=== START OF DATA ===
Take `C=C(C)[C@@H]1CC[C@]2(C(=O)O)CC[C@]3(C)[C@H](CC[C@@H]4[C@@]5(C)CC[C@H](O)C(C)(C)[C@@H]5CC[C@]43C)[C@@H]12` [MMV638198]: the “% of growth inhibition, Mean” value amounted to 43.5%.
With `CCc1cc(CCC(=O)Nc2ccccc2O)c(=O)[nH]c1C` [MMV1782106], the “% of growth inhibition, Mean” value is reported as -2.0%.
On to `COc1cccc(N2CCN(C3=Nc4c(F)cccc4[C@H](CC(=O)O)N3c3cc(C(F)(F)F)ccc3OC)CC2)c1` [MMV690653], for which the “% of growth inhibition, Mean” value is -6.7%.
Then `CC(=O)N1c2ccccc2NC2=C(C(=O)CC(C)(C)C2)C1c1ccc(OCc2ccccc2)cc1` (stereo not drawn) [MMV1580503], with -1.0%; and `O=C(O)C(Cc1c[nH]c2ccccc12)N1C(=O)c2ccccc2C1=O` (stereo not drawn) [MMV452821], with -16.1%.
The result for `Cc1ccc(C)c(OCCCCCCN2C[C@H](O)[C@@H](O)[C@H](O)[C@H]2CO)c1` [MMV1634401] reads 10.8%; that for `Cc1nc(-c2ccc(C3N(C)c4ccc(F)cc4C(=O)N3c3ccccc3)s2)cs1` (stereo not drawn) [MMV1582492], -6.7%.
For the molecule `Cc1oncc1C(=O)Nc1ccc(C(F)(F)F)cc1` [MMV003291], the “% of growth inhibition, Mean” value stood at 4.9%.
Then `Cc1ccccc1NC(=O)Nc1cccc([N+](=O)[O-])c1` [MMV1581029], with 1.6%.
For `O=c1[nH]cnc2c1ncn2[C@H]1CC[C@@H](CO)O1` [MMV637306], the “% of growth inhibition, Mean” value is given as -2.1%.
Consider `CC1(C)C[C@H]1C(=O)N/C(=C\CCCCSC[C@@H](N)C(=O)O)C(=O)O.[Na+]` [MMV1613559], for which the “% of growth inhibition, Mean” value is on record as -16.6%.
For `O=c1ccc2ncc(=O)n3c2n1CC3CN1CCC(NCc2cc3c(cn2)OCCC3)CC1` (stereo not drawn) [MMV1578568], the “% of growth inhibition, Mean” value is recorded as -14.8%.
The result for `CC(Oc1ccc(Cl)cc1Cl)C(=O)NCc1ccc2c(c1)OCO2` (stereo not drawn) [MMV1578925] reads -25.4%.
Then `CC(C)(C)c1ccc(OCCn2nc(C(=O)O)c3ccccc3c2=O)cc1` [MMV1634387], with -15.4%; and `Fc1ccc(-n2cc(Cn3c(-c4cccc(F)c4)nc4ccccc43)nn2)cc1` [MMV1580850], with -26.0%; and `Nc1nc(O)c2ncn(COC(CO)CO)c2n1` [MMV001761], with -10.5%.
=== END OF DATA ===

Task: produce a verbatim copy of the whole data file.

Take `C=C(C)[C@@H]1CC[C@]2(C(=O)O)CC[C@]3(C)[C@H](CC[C@@H]4[C@@]5(C)CC[C@H](O)C(C)(C)[C@@H]5CC[C@]43C)[C@@H]12` [MMV638198]: the “% of growth inhibition, Mean” value amounted to 43.5%.
With `CCc1cc(CCC(=O)Nc2ccccc2O)c(=O)[nH]c1C` [MMV1782106], the “% of growth inhibition, Mean” value is reported as -2.0%.
On to `COc1cccc(N2CCN(C3=Nc4c(F)cccc4[C@H](CC(=O)O)N3c3cc(C(F)(F)F)ccc3OC)CC2)c1` [MMV690653], for which the “% of growth inhibition, Mean” value is -6.7%.
Then `CC(=O)N1c2ccccc2NC2=C(C(=O)CC(C)(C)C2)C1c1ccc(OCc2ccccc2)cc1` (stereo not drawn) [MMV1580503], with -1.0%; and `O=C(O)C(Cc1c[nH]c2ccccc12)N1C(=O)c2ccccc2C1=O` (stereo not drawn) [MMV452821], with -16.1%.
The result for `Cc1ccc(C)c(OCCCCCCN2C[C@H](O)[C@@H](O)[C@H](O)[C@H]2CO)c1` [MMV1634401] reads 10.8%; that for `Cc1nc(-c2ccc(C3N(C)c4ccc(F)cc4C(=O)N3c3ccccc3)s2)cs1` (stereo not drawn) [MMV1582492], -6.7%.
For the molecule `Cc1oncc1C(=O)Nc1ccc(C(F)(F)F)cc1` [MMV003291], the “% of growth inhibition, Mean” value stood at 4.9%.
Then `Cc1ccccc1NC(=O)Nc1cccc([N+](=O)[O-])c1` [MMV1581029], with 1.6%.
For `O=c1[nH]cnc2c1ncn2[C@H]1CC[C@@H](CO)O1` [MMV637306], the “% of growth inhibition, Mean” value is given as -2.1%.
Consider `CC1(C)C[C@H]1C(=O)N/C(=C\CCCCSC[C@@H](N)C(=O)O)C(=O)O.[Na+]` [MMV1613559], for which the “% of growth inhibition, Mean” value is on record as -16.6%.
For `O=c1ccc2ncc(=O)n3c2n1CC3CN1CCC(NCc2cc3c(cn2)OCCC3)CC1` (stereo not drawn) [MMV1578568], the “% of growth inhibition, Mean” value is recorded as -14.8%.
The result for `CC(Oc1ccc(Cl)cc1Cl)C(=O)NCc1ccc2c(c1)OCO2` (stereo not drawn) [MMV1578925] reads -25.4%.
Then `CC(C)(C)c1ccc(OCCn2nc(C(=O)O)c3ccccc3c2=O)cc1` [MMV1634387], with -15.4%; and `Fc1ccc(-n2cc(Cn3c(-c4cccc(F)c4)nc4ccccc43)nn2)cc1` [MMV1580850], with -26.0%; and `Nc1nc(O)c2ncn(COC(CO)CO)c2n1` [MMV001761], with -10.5%.